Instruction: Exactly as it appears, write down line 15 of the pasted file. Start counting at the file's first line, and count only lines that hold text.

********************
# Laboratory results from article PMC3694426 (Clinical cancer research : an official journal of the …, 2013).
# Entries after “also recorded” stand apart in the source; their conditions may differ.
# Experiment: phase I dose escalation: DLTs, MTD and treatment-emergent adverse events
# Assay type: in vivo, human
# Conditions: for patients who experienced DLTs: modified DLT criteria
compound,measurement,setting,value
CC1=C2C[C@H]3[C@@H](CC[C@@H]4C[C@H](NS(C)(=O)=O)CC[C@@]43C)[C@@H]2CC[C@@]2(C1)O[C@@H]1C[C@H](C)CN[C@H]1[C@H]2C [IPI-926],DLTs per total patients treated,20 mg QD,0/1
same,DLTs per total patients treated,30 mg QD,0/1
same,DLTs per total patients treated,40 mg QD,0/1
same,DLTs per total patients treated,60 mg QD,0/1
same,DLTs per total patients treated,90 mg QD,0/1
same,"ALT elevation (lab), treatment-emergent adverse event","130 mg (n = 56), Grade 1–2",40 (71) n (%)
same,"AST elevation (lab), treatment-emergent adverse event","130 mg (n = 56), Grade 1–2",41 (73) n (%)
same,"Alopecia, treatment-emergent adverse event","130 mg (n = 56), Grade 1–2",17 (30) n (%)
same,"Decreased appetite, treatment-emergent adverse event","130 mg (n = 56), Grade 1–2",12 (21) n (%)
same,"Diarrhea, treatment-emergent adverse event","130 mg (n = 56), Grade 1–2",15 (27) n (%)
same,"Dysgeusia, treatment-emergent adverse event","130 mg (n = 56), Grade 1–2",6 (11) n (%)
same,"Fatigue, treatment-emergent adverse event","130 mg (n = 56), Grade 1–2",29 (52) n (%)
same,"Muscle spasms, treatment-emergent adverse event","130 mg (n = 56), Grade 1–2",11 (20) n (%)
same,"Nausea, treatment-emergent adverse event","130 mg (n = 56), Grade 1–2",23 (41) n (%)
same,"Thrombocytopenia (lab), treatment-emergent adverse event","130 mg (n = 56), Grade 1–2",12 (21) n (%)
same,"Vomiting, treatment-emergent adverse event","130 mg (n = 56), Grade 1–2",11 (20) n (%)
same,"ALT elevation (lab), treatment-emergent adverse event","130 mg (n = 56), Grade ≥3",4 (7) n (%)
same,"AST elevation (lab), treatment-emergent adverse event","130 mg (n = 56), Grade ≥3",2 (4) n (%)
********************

same,"Decreased appetite, treatment-emergent adverse event","130 mg (n = 56), Grade 1–2",12 (21) n (%)